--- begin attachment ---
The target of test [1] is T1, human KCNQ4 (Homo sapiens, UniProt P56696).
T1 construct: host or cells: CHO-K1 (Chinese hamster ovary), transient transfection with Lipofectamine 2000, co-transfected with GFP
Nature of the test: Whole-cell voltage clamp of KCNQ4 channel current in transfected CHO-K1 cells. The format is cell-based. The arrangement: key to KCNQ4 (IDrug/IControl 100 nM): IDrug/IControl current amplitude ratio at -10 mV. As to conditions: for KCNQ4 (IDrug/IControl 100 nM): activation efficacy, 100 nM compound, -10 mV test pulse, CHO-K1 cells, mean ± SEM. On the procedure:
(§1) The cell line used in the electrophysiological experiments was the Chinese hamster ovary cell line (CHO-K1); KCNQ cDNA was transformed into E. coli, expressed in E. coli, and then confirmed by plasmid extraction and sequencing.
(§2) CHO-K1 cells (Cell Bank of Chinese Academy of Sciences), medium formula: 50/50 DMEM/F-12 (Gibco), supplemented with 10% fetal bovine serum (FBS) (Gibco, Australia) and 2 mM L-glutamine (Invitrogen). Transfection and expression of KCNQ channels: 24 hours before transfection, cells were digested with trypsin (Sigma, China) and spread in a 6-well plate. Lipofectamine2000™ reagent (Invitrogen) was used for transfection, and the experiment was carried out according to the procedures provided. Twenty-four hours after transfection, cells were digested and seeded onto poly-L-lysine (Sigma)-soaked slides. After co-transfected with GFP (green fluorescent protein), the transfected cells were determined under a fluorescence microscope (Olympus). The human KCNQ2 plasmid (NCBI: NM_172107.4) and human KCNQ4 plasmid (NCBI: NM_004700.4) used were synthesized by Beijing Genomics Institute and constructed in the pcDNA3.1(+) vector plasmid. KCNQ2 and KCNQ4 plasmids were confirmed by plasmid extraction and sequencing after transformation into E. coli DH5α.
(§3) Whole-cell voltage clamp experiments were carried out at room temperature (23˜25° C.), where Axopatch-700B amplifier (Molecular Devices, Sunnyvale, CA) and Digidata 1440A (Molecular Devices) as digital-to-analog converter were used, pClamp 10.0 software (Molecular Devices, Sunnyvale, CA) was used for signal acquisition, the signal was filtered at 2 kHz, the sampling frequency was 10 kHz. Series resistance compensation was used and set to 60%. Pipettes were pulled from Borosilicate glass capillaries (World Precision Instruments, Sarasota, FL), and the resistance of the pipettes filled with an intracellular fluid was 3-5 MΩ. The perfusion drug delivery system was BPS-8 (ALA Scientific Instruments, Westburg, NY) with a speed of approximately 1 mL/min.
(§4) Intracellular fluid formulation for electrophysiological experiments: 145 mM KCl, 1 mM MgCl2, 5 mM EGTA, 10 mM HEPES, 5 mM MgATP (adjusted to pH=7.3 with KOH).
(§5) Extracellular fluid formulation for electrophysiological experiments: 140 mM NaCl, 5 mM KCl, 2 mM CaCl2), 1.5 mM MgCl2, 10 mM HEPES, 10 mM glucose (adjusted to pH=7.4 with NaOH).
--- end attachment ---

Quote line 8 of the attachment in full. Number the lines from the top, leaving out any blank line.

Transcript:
(§5) Extracellular fluid formulation for electrophysiological experiments: 140 mM NaCl, 5 mM KCl, 2 mM CaCl2), 1.5 mM MgCl2, 10 mM HEPES, 10 mM glucose (adjusted to pH=7.4 with NaOH).